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Volume 19 Issue 9, September 2016

This focus on the neuroscience toolbox provides a select overview of modern techniques neuroscientists use to interrogate the brain at microscopic and macroscopic scales. The cover is an anachronistic depiction of Galileo, both a scientist and an engineer, and the close relationship between tools and discovery. Artwork by Lewis Long. (pp 1117–1187)

Editorial

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Q&A

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Perspective

  • Given recent advances in genome engineering technology like CRISPR and the difficulty of modeling human diseases in rodents, transgenic nonhuman primates may be used to develop etiologically relevant models of disease. This perspective by Guoping Feng et al. highlights the technological advances, potential challenges and opportunities these models present to furthering our understanding of disease.

    • Charles G Jennings
    • Rogier Landman
    • Guoping Feng
    Perspective
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Review Article

  • Although single-cell gene expression profiling has been possible for the past two decades, a number of recent technological advances in microfluidic and sequencing technology have recently made the procedure much easier and less expensive. Awatramani and colleagues discuss the use of single-cell gene expression profiling for classifying neuronal cell types.

    • Jean-Francois Poulin
    • Bosiljka Tasic
    • Rajeshwar Awatramani
    Review Article
  • Genetically encoded indicators of neuronal activity have diversified and improved in performance in recent years, becoming essential tools for neuroscientists. Lin and Schnitzer review indicators for pH, neurotransmitter, voltage and calcium, with an emphasis on quantifying key indicator attributes and relating them to their applications in neuroscience.

    • Michael Z Lin
    • Mark J Schnitzer
    Review Article
  • Ji et al. review emerging microscopy technologies that enable large-volume imaging of neural circuits. Focusing on two-photon fluorescence microscopy, they explored critical factors that limit imaging speed and restrict image volume, and also discuss three-dimensional imaging methods and their applications in rapid volume imaging of neural activity.

    • Na Ji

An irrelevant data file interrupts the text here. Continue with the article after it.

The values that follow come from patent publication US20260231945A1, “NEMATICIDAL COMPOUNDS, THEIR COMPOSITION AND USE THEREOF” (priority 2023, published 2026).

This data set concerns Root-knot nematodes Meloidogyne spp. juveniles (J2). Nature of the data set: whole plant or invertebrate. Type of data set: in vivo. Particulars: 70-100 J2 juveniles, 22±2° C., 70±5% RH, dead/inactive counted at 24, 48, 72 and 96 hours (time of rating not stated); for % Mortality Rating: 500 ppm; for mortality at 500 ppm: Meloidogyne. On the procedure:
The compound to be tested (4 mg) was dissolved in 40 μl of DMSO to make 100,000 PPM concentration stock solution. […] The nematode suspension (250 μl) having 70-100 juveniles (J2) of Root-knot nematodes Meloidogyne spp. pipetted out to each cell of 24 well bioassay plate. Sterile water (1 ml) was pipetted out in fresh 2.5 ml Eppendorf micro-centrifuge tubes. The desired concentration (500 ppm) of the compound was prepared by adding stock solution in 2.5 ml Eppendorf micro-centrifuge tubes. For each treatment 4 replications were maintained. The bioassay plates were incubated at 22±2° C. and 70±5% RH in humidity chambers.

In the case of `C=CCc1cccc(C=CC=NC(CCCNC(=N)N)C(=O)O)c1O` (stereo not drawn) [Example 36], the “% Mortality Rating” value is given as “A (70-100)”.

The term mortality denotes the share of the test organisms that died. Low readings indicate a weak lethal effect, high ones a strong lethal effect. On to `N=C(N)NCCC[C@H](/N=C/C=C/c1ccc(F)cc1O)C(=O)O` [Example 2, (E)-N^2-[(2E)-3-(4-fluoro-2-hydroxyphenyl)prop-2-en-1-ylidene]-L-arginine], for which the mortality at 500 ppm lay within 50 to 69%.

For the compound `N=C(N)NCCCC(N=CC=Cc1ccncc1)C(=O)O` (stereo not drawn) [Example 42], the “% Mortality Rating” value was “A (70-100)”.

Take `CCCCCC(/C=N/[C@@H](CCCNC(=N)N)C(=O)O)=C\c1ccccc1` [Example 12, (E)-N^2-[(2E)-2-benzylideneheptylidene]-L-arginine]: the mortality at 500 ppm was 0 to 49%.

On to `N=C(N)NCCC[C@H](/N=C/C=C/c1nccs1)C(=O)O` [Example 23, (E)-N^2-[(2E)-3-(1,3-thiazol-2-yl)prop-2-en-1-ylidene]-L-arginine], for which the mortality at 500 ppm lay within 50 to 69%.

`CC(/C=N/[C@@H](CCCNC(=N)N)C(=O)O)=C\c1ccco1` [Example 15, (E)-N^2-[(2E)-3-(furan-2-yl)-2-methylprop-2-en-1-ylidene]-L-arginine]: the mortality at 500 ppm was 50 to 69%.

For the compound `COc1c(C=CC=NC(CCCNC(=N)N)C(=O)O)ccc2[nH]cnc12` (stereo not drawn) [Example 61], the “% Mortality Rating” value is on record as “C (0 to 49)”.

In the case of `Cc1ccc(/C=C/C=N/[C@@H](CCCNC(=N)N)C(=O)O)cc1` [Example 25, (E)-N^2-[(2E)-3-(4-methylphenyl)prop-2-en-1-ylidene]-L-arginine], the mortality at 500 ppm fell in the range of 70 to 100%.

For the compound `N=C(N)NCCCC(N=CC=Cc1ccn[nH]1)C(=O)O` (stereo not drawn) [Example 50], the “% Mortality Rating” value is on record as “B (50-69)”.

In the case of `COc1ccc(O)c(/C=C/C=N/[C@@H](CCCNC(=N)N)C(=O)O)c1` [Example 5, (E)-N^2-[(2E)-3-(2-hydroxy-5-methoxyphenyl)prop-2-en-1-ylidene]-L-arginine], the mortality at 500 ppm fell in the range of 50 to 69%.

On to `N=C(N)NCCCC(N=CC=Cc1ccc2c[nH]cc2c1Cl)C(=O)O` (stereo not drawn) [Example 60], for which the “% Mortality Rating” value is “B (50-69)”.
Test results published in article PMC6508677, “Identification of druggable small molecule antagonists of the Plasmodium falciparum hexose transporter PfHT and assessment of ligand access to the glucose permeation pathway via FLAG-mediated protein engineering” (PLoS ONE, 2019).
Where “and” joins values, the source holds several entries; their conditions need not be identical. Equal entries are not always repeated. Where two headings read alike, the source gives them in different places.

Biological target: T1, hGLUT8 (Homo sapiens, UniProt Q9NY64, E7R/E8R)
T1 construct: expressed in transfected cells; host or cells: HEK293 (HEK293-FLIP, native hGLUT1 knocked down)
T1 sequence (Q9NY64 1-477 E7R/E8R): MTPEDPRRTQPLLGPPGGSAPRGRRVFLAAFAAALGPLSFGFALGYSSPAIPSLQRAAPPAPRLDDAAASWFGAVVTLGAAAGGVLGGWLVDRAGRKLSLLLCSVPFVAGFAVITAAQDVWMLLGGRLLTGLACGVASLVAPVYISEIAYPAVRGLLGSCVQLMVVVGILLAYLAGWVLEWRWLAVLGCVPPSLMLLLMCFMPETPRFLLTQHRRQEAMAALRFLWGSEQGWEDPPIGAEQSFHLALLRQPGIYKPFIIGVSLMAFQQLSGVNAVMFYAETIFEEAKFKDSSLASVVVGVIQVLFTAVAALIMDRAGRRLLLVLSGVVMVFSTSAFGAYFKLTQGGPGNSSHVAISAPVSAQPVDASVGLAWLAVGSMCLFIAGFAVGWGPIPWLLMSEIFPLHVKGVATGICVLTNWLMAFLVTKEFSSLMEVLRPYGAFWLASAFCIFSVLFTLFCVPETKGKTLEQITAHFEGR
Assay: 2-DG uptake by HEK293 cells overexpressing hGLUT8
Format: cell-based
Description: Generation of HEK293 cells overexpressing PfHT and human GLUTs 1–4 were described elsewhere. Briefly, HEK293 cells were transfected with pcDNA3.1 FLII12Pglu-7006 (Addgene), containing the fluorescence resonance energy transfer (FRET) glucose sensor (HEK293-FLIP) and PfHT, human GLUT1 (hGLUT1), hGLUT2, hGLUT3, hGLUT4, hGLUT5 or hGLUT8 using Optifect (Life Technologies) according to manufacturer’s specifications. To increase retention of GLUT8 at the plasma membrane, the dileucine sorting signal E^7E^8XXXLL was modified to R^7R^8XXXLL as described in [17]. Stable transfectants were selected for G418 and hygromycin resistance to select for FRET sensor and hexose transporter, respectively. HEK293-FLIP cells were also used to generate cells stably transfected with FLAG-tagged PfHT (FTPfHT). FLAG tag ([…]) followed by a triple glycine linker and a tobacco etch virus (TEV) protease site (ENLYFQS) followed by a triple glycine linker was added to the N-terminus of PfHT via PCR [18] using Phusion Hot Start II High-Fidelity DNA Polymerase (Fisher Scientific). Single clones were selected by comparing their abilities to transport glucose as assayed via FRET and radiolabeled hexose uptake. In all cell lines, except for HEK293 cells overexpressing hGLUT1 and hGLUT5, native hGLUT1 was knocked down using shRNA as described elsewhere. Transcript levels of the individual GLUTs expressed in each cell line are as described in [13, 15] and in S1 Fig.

• Jeremy Freeman
    • Spencer L Smith
    Review Article
  • Extracellular electrophysiology and calcium imaging are powerful methods for recording neuronal populations. Yet both methods are subject to confounds that, if not accounted for, could lead to erroneous scientific conclusions. The authors discuss these confounds, strategies for identifying and ameliorating them, and potential research that could accurately calibrate population recording.

    • Kenneth D Harris
    • Rodrigo Quian Quiroga
    • Spencer L Smith
    Review Article
  • This paper describes an integrated approach for neuroimaging data acquisition, analysis and sharing. Building on methodological advances from the Human Connectome Project (HCP) and elsewhere, the HCP-style paradigm applies to new and existing data sets that meet core requirements and may accelerate progress in understanding the brain in health and disease.

    • Matthew F Glasser
    • Stephen M Smith
    • David C Van Essen
    Review Article
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News & Views

  • In vivo imaging of the spinal cord provides insights into the coding of skin temperature. Intriguingly, while heat-responsive dorsal horn neurons encode absolute temperatures, cold-responsive neurons report relative drops.

    • Ine Vandewauw
    • Thomas Voets
    News & Views
  • The inability of adults to retrieve episodic memories of infancy is referred to as infantile amnesia. A study now provides one of the first explanations of the neurobiological mechanisms underlying this phenomenon.

    • Andrii Rudenko
    • Li-Huei Tsai
    News & Views